Months of lockdown laid bare the flaws in many a kitchen’s design and functionality. Will tedium, time wasting and poor appliance performance lead to upgrades or avoidance?
Americans have a complex relationship with cooking. About half say they enjoy it. Others have re-discovered it as a way to reduce anxiety during the Covid-19 pandemic.
Will kitchens change measurably due to the Covid-19 pandemic? If you asked that question three weeks ago, as the federal government essentially greenlighted the re-opening of the U.S. economy, and governors responded in kind, the answer would probably be no. But with enormous surges in infection taking place in many U.S. States, we might cross the tipping point that causes lasting behavior change and a true cultural shift.
That’s not just a hunch. There’s past experience and data to back it up. Sociologists have observed that human beings tend to forget pain quickly and move on like before, unless a crisis is truly world shattering. It’s one of our resilient qualities, but also a fault. In the case of a short-lived crisis, even an intense one, we typically don’t learn from our mistakes. Instead, we quickly resume the behavior that brought us to the brink.
The “Cooking Fatigue” Rhythm
During the long periods of Covid-19 stay-at-home lockdowns, many people began to use their kitchens in ways they never had. Keep in mind that fewer than half say they like cooking, and that’s in the best of times. Suddenly, people used to eating about two-thirds of their meals out of the home had to up their culinary game in a big way, figuring out what to buy, where to store it all, and ultimately producing decent fare.
At Green Builder, we’ve been tracking in real-time how people “feel” about cooking and cleaning, and what they’re talking about online. We do this with a combination of web analysis, third-party research, and our own Cognition SmartData service, which analyzes and breaks down trends in communication online.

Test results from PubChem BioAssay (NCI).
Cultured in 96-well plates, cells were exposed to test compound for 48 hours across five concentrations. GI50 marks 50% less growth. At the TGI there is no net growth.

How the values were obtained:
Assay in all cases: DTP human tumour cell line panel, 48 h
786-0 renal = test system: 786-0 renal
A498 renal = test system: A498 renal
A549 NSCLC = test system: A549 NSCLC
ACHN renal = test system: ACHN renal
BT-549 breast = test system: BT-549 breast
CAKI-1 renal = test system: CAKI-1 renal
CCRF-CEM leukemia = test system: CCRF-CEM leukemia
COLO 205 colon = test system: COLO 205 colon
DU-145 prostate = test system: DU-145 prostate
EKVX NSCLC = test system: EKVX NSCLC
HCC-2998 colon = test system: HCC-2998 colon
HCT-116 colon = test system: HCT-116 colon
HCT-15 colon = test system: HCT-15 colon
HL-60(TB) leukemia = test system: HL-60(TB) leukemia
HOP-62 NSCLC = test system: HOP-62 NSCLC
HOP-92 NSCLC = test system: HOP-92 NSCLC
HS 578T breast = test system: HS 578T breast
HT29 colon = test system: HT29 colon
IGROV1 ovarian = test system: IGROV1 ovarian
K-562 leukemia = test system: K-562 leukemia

What we found was a gradual erosion of positive feelings about cooking at home, as lockdown time wore on. Terms such as "cooking fatigue" began to show up in blogs, posts and tweets. Drilling down further, we identified various aspects of kitchen use and performance triggering negative sentiments: spaces that are too small or poorly designed, appliances that underperform, "missing" technology such as range hoods and other variables that basically make cooking a drag.
We also found that sentiment has continued to shift, following the lockdown pattern. At first, online tweets and posts reflected a generally positive vibe about cooking, discovering new recipes and having more time at home, but then, at a point about three weeks ago, as the Covid-19 crisis appeared to plateau, we noticed a lot of activity online and negative sentiment beginning to peek through around the edges. We’ve also seen renewed interest in kitchen remodeling.
Then the interest in all things cooking faded, almost overnight, as states and cities began to open up again.
This wasn’t surprising. It fits with general tendency of people to try to re-construct the lives they knew before a crisis, rather than adapt to a new reality.
Back to the Brink
This week, however, about half of the United States saw huge and frightening coronavirus infection spikes. Talk of new lockdowns is afoot. As you can see from the line graph above, as the crisis deepens, sentiment about cooking is once again on the rise. Perhaps its simply human nature to try to make lemonade when handed lemons, and prepare once again for months of cooking at home.
What does this mean to product manufacturers and kitchen remodelers? The longer the period of disruption continues, the more likely people will be looking to radically change and upgrade their kitchens. We haven't yet hit the tipping point that could result in a complete overhaul of the home food prep experience, but that too is on the horizon.
Where will the "white space" of this new market be? Faster, more efficient cooktops, such as electric induction technology, faster dishwashers, bigger countertops, better LED lighting, extra freezers, more flexible refrigeration, and a lot more storage for foods of all kinds. Every one of these products and design shifts can be achieved with sustainable products and design principles.
Major change following a crisis is not impossible, however, as Professor Katie Gibbs points out, “Research has also shown that residents in New Jersey, US, became more likely to support environmental policies following two devastating hurricanes. Experiences of flooding in the UK have similarly been shown to lead to a willingness to save energy. Meanwhile, bushfires in Australia have boosted green activism."
We can't predict where Covid-19 will end, but we can read the data to see where it's taken us, and where we may be headed in terms of public sentiment. With the right information, at the right time, we can be ready to capture the new reality of serious cooking at home.
About COGNITION Smart Data:
COGNITION Smart Data offers advanced intelligence and insights about market trends and important customer information like behavioral patterns, purchase drivers, buying preferences and sentiment. COGNITION enables clients to make informed business decisions, yielding specific deliverables and tangible results. COGNITION provides a definitive competitive advantage by allowing companies to stay a step ahead of their competitors.